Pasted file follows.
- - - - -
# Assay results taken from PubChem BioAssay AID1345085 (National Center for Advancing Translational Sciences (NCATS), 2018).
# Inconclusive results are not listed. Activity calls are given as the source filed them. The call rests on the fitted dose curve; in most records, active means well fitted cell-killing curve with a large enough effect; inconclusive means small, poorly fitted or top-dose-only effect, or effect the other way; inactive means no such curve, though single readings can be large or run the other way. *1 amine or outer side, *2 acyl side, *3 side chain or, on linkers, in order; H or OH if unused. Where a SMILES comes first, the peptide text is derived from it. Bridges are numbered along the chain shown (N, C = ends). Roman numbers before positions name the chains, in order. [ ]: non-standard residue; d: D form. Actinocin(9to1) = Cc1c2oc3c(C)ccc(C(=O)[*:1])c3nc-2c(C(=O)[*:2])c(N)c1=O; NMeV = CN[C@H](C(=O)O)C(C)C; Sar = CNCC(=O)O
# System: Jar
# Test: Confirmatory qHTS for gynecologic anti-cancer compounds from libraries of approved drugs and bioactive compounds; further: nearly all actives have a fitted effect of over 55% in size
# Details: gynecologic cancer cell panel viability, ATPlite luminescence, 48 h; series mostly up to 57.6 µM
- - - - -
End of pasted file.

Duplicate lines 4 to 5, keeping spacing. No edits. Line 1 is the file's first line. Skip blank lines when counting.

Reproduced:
# Test: Confirmatory qHTS for gynecologic anti-cancer compounds from libraries of approved drugs and bioactive compounds; further: nearly all actives have a fitted effect of over 55% in size
# Details: gynecologic cancer cell panel viability, ATPlite luminescence, 48 h; series mostly up to 57.6 µM